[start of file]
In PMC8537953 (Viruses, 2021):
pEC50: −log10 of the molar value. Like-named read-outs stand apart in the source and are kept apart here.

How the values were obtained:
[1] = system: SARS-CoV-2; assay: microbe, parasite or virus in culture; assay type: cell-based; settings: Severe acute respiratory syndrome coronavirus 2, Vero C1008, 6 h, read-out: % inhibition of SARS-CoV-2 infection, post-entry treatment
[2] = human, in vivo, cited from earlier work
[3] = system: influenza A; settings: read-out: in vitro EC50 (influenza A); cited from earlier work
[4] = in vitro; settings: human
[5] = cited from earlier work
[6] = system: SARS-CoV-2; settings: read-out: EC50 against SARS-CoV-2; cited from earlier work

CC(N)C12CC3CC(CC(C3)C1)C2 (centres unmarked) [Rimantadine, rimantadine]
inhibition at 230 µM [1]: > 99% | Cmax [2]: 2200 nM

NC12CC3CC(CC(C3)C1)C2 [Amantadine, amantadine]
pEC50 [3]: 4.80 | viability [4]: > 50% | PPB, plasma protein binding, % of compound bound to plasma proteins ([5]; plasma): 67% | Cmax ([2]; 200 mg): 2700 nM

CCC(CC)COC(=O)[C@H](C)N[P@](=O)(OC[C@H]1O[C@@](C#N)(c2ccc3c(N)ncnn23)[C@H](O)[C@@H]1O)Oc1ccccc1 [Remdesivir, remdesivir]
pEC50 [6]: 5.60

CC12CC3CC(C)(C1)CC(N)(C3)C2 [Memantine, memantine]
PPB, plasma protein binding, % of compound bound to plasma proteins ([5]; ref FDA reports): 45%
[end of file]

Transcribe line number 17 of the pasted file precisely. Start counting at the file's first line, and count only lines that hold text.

PPB, plasma protein binding, % of compound bound to plasma proteins ([5]; ref FDA reports): 45%